Impacts of the perception of physical environments and the actual physical environments on self-rated health

A series of studies have supported the significant and positive relationships between surrounding built environments and physical activities. In addition, it is quite clear that vigorous physical activities generally lead to good health outcomes. Usually, good health is considered as the result of active living, such as daily walking and bicycling. Therefore, favorable, walkable, and bikable built environments near residential areas could initiate dynamic and diverse physical activities, resulting in good health outcomes. Although the physical environments around residential areas may have similar conditions, people may differently recognize the surrounding environments depending on the individual's subjective assessment. Therefore, it is necessary to investigate the relative importance between the perception of environments and physical circumstances with regard to self-rated health. The purpose of this study is to identify the impacts of environmental perception and actual physical environments on self-rated health. An integrated dataset of environmental perception and built environment characteristics and self-rated health was developed for a survey sample of residential locations (n = 543) in the city of Columbus, OH, USA. Perceived walkable destinations around the home are significantly and positively associated with good health evaluations. In contrast, physical environments do not obtain a statistical significance.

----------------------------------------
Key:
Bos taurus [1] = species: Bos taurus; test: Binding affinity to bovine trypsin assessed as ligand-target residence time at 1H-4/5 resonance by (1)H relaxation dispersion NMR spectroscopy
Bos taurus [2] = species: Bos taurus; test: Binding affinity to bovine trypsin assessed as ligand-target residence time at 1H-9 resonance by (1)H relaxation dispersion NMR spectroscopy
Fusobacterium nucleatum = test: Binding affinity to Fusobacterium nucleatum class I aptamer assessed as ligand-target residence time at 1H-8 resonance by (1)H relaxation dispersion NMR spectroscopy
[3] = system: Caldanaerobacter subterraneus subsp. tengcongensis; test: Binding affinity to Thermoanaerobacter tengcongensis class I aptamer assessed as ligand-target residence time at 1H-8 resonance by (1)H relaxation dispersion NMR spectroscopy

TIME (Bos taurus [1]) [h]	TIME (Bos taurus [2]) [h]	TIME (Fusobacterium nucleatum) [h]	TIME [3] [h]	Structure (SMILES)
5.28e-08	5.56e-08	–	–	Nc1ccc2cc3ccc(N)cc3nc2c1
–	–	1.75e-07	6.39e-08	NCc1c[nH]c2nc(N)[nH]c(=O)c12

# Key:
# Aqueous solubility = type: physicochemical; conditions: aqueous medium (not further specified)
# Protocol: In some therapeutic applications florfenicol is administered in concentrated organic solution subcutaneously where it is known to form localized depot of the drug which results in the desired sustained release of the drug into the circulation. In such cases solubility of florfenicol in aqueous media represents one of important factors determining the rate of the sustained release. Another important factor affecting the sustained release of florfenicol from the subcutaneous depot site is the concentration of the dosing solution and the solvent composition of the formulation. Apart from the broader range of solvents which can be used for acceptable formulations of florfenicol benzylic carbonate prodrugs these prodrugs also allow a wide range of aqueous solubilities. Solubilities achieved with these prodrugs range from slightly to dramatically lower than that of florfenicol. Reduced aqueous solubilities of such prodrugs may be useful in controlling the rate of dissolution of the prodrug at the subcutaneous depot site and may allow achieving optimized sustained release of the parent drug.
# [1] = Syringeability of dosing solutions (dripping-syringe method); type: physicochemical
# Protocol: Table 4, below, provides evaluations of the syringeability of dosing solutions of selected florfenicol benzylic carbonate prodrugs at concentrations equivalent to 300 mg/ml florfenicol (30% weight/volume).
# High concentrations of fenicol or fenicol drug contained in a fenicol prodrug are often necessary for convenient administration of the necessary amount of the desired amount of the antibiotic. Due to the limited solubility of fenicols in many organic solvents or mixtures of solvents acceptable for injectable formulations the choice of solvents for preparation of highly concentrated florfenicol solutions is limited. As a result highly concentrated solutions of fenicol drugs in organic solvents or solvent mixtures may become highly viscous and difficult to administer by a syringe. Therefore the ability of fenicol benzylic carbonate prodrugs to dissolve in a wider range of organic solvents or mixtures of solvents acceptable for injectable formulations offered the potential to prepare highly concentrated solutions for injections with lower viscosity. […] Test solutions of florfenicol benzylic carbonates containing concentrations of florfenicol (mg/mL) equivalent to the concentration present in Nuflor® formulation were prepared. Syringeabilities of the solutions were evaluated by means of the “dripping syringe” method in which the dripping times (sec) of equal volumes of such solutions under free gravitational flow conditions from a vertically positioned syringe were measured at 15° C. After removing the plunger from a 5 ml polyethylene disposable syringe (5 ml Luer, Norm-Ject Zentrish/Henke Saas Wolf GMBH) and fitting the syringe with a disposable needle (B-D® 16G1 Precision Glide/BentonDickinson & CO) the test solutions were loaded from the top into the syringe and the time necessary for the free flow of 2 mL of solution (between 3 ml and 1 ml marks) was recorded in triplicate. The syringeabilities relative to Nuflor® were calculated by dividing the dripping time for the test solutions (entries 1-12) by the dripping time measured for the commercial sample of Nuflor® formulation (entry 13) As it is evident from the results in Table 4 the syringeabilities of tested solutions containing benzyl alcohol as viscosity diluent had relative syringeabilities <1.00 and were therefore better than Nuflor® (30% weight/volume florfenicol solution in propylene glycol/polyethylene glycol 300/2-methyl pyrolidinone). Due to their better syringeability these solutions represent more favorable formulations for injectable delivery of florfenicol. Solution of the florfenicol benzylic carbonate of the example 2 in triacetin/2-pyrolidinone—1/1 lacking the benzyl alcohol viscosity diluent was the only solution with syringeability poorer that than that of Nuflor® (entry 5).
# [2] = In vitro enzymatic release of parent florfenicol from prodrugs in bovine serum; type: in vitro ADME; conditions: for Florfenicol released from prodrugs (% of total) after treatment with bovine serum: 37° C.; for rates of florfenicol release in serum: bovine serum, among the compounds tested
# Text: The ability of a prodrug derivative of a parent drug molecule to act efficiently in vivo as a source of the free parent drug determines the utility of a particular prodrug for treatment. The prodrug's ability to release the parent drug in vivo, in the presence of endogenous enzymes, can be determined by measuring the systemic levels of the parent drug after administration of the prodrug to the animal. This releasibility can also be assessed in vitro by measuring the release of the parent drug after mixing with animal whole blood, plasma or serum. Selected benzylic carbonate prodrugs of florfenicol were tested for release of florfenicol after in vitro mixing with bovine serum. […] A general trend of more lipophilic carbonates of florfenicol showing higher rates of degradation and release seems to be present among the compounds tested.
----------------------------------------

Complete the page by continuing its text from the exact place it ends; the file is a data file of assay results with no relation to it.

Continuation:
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  • Accession Number: 01666470
  • Record Type: Publication
  • Files: TRIS
  • Created Date: Apr 4 2018 3:02PM